The treasurer, Jim Chalmers, came dangerously close on Friday to spoiling the surprise of a possible one-off surplus on budget night.

For those just tuning in to pre-budget news, the S-word must seem particularly jarring after months and years of chat about “structural challenges”, which is code for “the budget is rooted”.

We know there has been a substantial increase in revenue from previously underestimated commodity prices, lower unemployment and earlier than expected wages growth.

What we don’t know, but senior economists such as Chris Richardson suspect is possible, is that this has been big enough to see the budget back in black.

Asked about the possibility punters may be “disappointed with the cost-of-living relief that is handed down on Tuesday if there is a surplus”, Chalmers told reporters in Canberra that the Albanese government has been “ambitious … but our ambition is built on a foundation of responsible economic management for a reason”.

“Our approach has been vindicated and we will be vindicated on Tuesday night and we will make it clear … what the final budget position is.”

Chalmers clearly meant “vindicated” in the sense that Labor intends to pull off the seemingly impossible task of delivering both: substantial cost-of-living relief, and a budget at or near balance, which won’t add to inflationary pressures.

But just how much vindication should be felt must be judged against the decisions that the government has taken to get here.

While Chalmers promises some elements of the cost-of-living package will not be limited by age we understand the jobseeker base rate will likely be increased only for the over 55s.

Nor will the activity test on childcare subsidies be abolished, despite the the urging of the women’s economic equality taskforce.

So a surplus or budget restraint will be built on the backs of 126,000 Australian children whose parents don’t do enough formal work to qualify for subsidies and 680,000 jobseekers and youth allowance recipients under the age of 55, who may get something in the budget but probably not an ongoing increase in weekly payments.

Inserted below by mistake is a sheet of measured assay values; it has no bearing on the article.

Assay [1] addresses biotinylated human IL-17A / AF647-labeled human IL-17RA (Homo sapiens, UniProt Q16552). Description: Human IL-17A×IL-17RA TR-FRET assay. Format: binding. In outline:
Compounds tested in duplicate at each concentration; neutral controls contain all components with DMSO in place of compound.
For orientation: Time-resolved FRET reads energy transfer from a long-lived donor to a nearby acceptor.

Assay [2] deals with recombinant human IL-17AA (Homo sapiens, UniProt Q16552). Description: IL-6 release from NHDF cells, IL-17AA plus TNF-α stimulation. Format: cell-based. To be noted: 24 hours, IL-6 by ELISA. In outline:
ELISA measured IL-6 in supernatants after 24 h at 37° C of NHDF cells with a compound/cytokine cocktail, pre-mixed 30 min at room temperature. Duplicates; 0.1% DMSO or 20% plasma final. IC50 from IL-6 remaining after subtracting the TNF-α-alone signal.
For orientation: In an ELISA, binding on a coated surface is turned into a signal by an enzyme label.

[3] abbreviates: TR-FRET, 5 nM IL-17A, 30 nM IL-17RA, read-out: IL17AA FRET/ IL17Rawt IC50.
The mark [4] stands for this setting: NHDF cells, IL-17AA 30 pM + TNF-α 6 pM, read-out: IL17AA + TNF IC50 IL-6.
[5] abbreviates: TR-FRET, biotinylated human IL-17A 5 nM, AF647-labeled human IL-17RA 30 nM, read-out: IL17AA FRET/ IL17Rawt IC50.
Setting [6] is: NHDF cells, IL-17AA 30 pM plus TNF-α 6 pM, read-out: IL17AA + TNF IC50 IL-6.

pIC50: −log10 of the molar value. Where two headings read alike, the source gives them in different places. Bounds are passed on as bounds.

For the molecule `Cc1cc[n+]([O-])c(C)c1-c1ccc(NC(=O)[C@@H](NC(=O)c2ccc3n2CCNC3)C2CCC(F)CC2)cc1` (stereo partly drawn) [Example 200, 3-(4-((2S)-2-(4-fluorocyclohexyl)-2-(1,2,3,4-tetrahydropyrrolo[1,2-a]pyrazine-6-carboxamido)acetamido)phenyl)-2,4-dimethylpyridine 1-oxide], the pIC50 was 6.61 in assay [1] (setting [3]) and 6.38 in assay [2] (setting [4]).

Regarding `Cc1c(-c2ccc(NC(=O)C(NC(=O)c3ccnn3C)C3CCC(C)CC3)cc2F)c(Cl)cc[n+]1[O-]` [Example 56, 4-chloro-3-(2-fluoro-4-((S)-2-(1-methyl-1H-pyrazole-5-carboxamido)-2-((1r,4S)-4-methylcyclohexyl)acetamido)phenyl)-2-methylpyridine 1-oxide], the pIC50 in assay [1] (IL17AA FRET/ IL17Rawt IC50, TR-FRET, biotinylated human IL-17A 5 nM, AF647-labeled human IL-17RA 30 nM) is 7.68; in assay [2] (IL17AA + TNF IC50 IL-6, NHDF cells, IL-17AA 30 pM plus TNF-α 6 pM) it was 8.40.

It will also be built on the backs of low and middle income earners, who no longer receive their tax offset worth $11bn, which was canned in the 2021 budget, and who will have to earn more than $100,000 to be compensated (in fact, overcompensated) by the stage-three tax cuts to take effect next year.

Of course there is a reason to run a surplus or smaller deficit – to help get fiscal policy moving in the same contractionary direction as monetary policy to bring down inflation and prevent a 12th interest rate rise.

But as the Grattan Institute chief executive, Danielle Wood, argued at the National Press Club this week, there are other ways that ambition could be paid for, including cracking down on generous tax breaks for property and superannuation.

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The problem is that at the 2022 election Labor promised no changes: not to stage three tax cuts, not to Western Australia’s GST deal, not to property tax and not to super.

The one instance that Labor bent or broke this promise was the shrinking of tax concessions on earnings of super accounts with more than $3m, which voters will have their say on at the next election before it takes effect – too late to take any of the heat out of the economy right now.

The ambition on the spending side is similarly restrained. While it’s clear that responses to entrenched disadvantage are close to Chalmers’ heart, the $200m announced so far seems like a drop in the ocean compared with what’s needed.

Next week is also a test for the Coalition and the Greens.

Peter Dutton will deliver his second budget reply, with the expectation or hope from his MPs that the Coalition will start offering policy solutions to get back in the game after the Aston byelection defeat.

The Greens, whose leader Adam Bandt is casting Albanese Labor as a centre-right party and himself as the real opposition leader, will need to land some blows on the need for welfare to be liveable and universal.

The Greens also face a test in the form of the housing affordability future fund bill, with the possibility Labor will put it to a vote in the Senate, daring the minor party to vote against up to $500m a year for social and affordable housing.

Within the constraints that the Albanese government faces – some external, such as inflation, and others self-imposed – Labor’s first full-year budget since it regained office looks like it may thread the needle.

But the ultimate test for the budget, which Chalmers says will “see people through and set the country up”, will be whether Australians feel adequately supported, or whether a surplus is cold comfort for those who needed more ambition.

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